Urgent steps must be taken to reverse the current investment strike and export of South African capital. There is currently at least R1, 2 trillion lying idle in social surplus, created by the workers` labour, which capitalists are refusing to invest. These measures need to include capital controls and measures aimed at prescribed investment, and penalising speculation.

Linked to these economic changes, we must speed up the introduction of comprehensive social security, the National Health Insurance system and the transformation of our education system.

We have to wage war against corruption, which stems from the extension of neo-liberalism into the state, with the use of tenders and outsourcing of services to illegally enrich a few crooked individuals. The neoliberal market economy permits anything that makes a profit.

The key problem however is implementation. We can issue congress declarations and conference resolutions, government white papers and election manifestos with perfect alternative policies. But unless we mobilise the masses on the streets and work with government to start putting their words into deeds, we will change nothing and the neoliberal hegemony will continue to rule over us. That is the challenge we face today.

What if we don`t succeed in our chosen path?

This seminar is being held in the middle of great difficulties in COSATU and in our country. Yesterday we were in a bilateral discussion with the SACP, discussing these challenges. We are all in agreement that capital has gained confidence as it smells blood. The bourgeoisie are sensing that the government has its back to the wall, with the growing economic crisis which we have already spelt out in some detail.

They are pushing for a South African kind of austerity measures. They have staged a coup, in that their economic vision is now enshrined in the country`s National Development Plan. Capital, assisted by the untransformed media, is pushing for the rolling back of the state`s role in the economy and deregulation in the labour market.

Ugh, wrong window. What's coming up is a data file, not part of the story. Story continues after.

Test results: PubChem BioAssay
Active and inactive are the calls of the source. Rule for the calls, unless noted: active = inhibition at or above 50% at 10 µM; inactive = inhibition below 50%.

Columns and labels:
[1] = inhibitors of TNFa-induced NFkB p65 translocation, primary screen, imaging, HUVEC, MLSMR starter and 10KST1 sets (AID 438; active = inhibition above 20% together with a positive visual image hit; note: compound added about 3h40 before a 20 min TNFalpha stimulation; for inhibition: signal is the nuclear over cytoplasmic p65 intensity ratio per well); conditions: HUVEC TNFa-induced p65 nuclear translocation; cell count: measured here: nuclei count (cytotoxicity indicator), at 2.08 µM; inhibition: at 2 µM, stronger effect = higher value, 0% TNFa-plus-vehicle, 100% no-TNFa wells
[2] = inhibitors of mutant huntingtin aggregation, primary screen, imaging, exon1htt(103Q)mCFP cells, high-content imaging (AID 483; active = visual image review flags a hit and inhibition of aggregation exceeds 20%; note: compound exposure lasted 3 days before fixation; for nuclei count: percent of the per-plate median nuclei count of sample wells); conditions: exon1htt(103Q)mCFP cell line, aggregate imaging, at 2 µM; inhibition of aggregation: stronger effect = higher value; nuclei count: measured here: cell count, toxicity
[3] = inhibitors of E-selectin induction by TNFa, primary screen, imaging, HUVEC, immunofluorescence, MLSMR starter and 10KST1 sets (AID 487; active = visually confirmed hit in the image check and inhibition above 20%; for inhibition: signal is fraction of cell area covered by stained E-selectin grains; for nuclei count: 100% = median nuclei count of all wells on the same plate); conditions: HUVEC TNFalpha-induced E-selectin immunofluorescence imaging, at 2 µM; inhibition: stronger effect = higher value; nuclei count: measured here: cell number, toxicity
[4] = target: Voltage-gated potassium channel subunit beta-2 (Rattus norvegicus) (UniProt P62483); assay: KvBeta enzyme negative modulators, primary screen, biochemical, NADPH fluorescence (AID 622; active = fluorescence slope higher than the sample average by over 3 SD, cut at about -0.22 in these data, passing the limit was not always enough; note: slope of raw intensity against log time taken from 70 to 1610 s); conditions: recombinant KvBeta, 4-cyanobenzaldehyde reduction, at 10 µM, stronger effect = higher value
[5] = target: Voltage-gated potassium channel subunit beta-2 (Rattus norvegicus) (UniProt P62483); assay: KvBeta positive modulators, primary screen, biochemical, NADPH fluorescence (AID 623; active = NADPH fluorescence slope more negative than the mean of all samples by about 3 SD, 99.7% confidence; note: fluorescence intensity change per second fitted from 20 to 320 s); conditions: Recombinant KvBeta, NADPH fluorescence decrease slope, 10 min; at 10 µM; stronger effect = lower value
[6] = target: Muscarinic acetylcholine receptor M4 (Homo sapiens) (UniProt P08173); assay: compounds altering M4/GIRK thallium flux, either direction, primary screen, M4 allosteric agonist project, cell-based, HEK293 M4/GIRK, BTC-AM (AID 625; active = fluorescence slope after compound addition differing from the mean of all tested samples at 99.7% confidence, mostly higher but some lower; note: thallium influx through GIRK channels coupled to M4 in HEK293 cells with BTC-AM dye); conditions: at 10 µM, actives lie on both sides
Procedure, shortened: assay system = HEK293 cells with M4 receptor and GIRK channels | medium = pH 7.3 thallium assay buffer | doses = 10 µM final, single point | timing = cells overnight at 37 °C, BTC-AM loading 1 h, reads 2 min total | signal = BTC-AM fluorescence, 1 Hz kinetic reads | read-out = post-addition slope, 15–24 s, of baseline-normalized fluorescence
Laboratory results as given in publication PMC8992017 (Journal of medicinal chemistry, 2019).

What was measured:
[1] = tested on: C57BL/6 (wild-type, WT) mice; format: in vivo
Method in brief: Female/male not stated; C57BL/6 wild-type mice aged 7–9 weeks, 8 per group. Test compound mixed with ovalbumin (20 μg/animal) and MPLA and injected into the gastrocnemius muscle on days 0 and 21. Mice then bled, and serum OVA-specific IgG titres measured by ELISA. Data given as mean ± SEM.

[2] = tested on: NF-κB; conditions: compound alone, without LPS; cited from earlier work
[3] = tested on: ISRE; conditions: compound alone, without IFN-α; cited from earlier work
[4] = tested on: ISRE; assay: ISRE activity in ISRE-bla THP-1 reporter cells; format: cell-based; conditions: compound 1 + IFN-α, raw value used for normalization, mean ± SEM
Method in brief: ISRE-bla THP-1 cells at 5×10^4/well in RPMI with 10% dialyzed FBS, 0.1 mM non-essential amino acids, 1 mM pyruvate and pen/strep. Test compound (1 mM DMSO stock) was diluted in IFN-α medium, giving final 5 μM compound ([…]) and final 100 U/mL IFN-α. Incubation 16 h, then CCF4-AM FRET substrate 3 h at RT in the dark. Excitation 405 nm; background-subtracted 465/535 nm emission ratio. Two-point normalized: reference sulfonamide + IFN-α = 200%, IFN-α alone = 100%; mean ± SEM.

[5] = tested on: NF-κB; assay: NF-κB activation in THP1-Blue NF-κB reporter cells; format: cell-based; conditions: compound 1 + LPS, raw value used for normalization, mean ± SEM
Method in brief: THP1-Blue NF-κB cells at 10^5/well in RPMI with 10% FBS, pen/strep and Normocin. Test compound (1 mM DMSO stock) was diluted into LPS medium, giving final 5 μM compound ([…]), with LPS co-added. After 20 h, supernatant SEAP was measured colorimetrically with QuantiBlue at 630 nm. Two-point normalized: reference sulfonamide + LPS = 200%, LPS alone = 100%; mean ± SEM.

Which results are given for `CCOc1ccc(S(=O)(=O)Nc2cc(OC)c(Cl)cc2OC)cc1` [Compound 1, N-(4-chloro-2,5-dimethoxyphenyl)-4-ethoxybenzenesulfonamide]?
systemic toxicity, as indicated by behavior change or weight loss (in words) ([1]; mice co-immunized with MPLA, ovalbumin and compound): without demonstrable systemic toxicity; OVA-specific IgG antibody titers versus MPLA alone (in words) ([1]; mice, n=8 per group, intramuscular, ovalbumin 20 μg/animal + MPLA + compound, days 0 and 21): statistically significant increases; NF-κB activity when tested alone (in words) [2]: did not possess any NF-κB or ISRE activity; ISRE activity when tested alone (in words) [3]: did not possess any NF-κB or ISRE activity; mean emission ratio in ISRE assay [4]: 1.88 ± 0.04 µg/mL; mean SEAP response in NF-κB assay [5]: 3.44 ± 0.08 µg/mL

The forces of change have somehow been weakened. COSATU is experiencing the worst forms of divisions in its entire history that have weakened it politically and organisationally. One of the reasons behind these divisions is the uneasiness created by our interpretations of the conditions of the working class.

Some are beginning to ask serious questions about the direction of our revolution as it reaches its second decade. Others are beginning to question the adequacy of the foundations of our political policy and the instruments we have chosen to transform the society.

Marikana has happened and the police tell us that between 2009 and to date there have been 3000 service delivery protests.

Unity of the Alliance has somehow also been affected by these difficult times facing the working class.

To me it appears that if we don`t succeed to engineer the much-talked-about second phase of radical economic transformation, the divisions in the people`s camp and in the country will continue to deepen.

This South Africa challenge is a mirror of what is happening all over the world.